This is one of those ancient articles, a New York Times piece from November 20, 2007, that I've allowed to atrophy in my to-read queue. It's a piece by Susan Stellin, entitled "On the Job, Everywhere." I once thought it might end up quoted in my in-press book about omnitopia, but now I'm just happy to remove it from the pile.
The article discusses ways in which hotels, airports, and other similar environments are transforming themselves into nodes for the Work Anywhere/Anytime Generation, noting that business travelers expect one amenity over all others when moving through omnitopia: internet access. Along with that innovation, business hotels are working to install more outlets in more places, recognizing, for example, "that many travelers end up working on their computers in bed."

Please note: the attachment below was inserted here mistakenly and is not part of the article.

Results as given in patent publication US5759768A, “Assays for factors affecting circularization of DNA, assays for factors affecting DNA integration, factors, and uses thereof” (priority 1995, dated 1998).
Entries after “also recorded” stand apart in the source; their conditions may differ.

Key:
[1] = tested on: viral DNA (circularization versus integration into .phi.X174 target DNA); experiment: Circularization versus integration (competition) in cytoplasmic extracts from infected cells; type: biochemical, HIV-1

Airports, less rapidly, are also working to ensure that travelers can pack more work into every moment, even while waiting for a flight. To that end, many are offering power chargers and wireless options, even that most necessary of resources: silence. I was particularly interested in Dallas-Fort Worth's new (as of 2007) vending machines that sell noise-canceling headphones. All the more, the enclave is mobile.
Read the entire piece: On the Job, Everywhere